Favorite salad of late: chopped Swiss chard, topped with quinoa, orange slices, mushrooms, and homemade dressing
Ironically, I am writing this blog entry on wellness while battling a bit of a cold. Nevertheless, health and wellness are on my mind, and I've done some fun projects lately I feel like writing about here.
First of all: A little over a week ago, I hosted a "Wellness Wednesday" for a few friends. I invited them over early-ish in the day, and made green smoothies - pineapple, kiwi, mango, spinach, etc. - for all. Then we cleared the furniture out of my living room and rolled out yoga mats for a solid 45 minutes or so of gentle vinyasa yoga.
Back in Kansas City, I had a wonderful yoga teacher named Martha, who led yoga classes several mornings a week, for free (with a recommended $5 donation, but truly a no-obligation, contribute-when-you-can set up, most of which was donated to local charities anyway) in a neighborhood church. I think it was Lu who invited me the first time, and soon after, I brought my mom along, and Martha Yoga became tradition - 90 minutes, three times a week, of blissful stretching, muscle awakening, meditation, and fun, too.
Getting licensed to lead yoga classes costs upwards of $3500. Not in my budget for now, but I do feel pretty knowledgeable about yoga, pose modifications, proper form, and breathing techniques in general - enough to at least reasonably lead sessions for friends. I have always admired and envied what Martha was able to do for a community of people back in Kansas: grant us a space to come together with others, relax, reflect, and rejuvenate. She was able to give so much, and at so little cost. I aspire to do the same in my life...what more can we ask of ourselves but to share with others everything we have to offer?
Martha would always finish our sessions by having us gather in a circle, and by reading to us a passage from a book that had spoken to her that week - often some sort of meditation or anecdote intended to inspire self-reflection. Again, I always admired the effort that I knew she must put in every week to selecting meaningful passages to share with us. I knew I wanted to do the same for my trio of wellness-seekers last week, and I felt surprised the night before at what an incredible pleasure it was to comb through dusty books from my shelves...books on spirituality and wellness that I hadn't really looked at in a long time, but books, nevertheless, with the capacity to inspire truly transformative thoughts. Books are powerful.
I settled on a passage from Seyeon's favorite book, The Impossible Will Take a Little While: A Citizen's Guide to Hope in a Time of Fear - an excerpt from Mary Catherine Bateson's "Composing a Life Story." However, there was another passage that I came across in John Heider's "The Tao of Leadership" that I want especially to share here now on my blog. My mom gave me this book of 81 Taoist principles for my 18th birthday. #54 is The Ripple Effect.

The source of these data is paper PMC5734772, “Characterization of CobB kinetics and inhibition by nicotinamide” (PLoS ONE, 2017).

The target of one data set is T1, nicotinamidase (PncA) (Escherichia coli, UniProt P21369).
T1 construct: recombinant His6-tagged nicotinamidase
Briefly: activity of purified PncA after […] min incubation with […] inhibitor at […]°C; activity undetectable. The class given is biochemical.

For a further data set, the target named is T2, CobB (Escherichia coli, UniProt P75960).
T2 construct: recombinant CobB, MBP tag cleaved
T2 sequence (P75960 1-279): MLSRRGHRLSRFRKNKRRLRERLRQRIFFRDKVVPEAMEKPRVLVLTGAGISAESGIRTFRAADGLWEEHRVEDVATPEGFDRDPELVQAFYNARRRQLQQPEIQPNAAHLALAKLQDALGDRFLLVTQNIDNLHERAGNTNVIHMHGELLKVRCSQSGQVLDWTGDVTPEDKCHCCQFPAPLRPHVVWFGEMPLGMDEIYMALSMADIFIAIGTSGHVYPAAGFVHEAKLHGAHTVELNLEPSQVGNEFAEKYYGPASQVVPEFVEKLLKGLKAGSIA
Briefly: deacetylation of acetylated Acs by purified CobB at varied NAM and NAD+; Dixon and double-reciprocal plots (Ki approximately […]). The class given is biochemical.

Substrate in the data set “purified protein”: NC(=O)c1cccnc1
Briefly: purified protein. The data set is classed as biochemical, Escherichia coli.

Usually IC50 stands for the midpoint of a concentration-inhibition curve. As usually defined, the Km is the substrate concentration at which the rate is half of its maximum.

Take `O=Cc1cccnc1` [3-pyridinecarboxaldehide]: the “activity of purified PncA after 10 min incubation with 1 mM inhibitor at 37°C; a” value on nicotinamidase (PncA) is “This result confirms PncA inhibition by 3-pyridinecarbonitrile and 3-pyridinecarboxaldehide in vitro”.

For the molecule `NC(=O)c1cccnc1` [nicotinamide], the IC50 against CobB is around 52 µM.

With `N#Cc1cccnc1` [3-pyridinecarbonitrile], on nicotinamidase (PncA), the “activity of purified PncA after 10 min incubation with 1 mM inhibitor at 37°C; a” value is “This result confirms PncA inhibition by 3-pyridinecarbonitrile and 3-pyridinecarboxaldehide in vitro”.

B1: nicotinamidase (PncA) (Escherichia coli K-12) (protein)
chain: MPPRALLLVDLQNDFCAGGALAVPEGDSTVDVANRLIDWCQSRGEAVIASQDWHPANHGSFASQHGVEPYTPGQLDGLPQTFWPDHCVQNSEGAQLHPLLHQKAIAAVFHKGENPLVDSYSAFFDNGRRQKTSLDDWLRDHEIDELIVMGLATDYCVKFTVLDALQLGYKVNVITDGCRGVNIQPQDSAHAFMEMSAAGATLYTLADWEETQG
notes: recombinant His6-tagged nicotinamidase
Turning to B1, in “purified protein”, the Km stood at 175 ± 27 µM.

Do you want to be a positive influence in the world? First, get your own life in order. Ground yourself in the single principle so that your behavior is wholesome and effective.
If your life works, you influence your family.
If your family works, your family influences the community.
If your community works, your community influences the nation.
If your nation works, your nation influences the world.
If your world works, the ripple effect spreads throughout the cosmos.
Remember that your influence begins with you and ripples outward. All growth spreads outward from a fertile and potent nucleus. You are a nucleus.
Amen. After yoga, we had tea, and I made a giant pot of quinoa porridge (recipe courtesy of Trail Runner magazine!) with diced apple, dried fruits, flax seed, almond milk, walnuts, and more yummy things. All vegan and gluten-free mouthwatering deliciousness.
I also made my favorite raw/vegan/gluten-free energy bar recipe ever, for my guests to take as to-go goodies:
So how, after all my greens and focus on wellness, did I wind up with this minor cold? A few things happened, I guess:
1. The virtual knock on wood must not have been good enough, when I wrote that blog entry on never calling in sick to work. The good thing about being friends with my coworkers, is that word gets out fast when you're sick, and friends come bring you pho at home. Friends are splendid.
2. I was on this pretty clean diet for awhile, but last weekend derailed me: the extravagant sushi and ice cream on Friday night, eating glutenous pasta Saturday night, rewarding myself post-half-marathon with a DQ Blizzard and more dairy over the course of a couple hours than I'd put in my body in the last month altogether, more ice cream (Molly Moon's salted caramel, yum!) after dinner with Ruth on Monday, and finally...late at night on Tuesday, baked deliciously scrumptious browned butter toasted coconut chocolate chip cookies, ala Joy the Baker, to bring to work the next day...
I halved Joy's recipe, and remembered to half everything except the butter. Whoops. Mine look nothing like hers, but an extra stick of butter, shockingly, didn't hurt the taste too much.
...but I popped a couple the night before and felt dizzingly drunk off the butter/sugar rush. Whew.
3. So when Seyeon came over Wednesday night with a bit of a cold, I think it just did me in. My poor immune system was down, from lack of the usual antioxidant-packed goods, and I woke up feeling not so hot.
Today, as I've been snacking away at home while trying to let my health make a recovery, I've been utilizing awesome recipes in my latest issue of Women's Running to pack in as many nutrients as possible. Below: homemade kale chips, a blueberry/chard/almond milk/flaxseed/pinapple smoothie, and an amaaazing fudge brownie made with black beans (!), Dutch cocoa powder, and sweetened purely with agave nectar. No refined sugar whatsoever. Incredible stuff.
Come on, body, work with me. I'd like to be able to run tomorrow.